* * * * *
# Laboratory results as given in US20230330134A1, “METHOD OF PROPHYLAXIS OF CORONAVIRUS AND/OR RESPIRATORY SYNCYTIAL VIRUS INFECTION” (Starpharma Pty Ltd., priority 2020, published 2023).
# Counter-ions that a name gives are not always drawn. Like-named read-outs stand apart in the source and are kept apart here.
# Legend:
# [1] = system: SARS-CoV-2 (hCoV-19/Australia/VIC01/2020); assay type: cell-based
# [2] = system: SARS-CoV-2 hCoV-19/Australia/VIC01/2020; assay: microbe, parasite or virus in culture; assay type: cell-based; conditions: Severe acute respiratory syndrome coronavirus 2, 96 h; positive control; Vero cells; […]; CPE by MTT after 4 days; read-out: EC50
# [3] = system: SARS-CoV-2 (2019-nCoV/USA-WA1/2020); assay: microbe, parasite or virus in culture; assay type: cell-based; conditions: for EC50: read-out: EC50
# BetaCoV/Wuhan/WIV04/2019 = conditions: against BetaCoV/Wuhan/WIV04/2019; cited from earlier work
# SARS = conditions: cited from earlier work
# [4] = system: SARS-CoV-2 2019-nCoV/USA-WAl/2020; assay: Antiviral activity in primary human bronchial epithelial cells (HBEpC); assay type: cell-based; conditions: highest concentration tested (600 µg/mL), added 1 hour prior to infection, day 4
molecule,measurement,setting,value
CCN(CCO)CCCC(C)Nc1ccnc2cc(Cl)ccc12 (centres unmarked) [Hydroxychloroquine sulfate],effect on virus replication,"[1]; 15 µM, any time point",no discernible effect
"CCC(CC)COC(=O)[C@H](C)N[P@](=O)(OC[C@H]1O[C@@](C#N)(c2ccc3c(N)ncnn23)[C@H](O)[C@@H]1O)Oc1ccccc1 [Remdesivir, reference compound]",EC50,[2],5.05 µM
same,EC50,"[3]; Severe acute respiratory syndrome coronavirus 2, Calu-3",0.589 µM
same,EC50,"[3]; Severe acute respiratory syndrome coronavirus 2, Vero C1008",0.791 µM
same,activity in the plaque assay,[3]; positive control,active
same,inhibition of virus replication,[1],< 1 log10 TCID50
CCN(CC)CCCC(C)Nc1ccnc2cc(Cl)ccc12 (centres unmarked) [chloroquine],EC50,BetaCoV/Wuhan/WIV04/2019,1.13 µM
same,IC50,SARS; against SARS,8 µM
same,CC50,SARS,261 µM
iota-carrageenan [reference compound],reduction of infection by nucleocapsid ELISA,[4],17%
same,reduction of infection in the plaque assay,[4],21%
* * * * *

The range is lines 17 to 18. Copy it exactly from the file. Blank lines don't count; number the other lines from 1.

CCN(CC)CCCC(C)Nc1ccnc2cc(Cl)ccc12 (centres unmarked) [chloroquine],EC50,BetaCoV/Wuhan/WIV04/2019,1.13 µM
same,IC50,SARS; against SARS,8 µM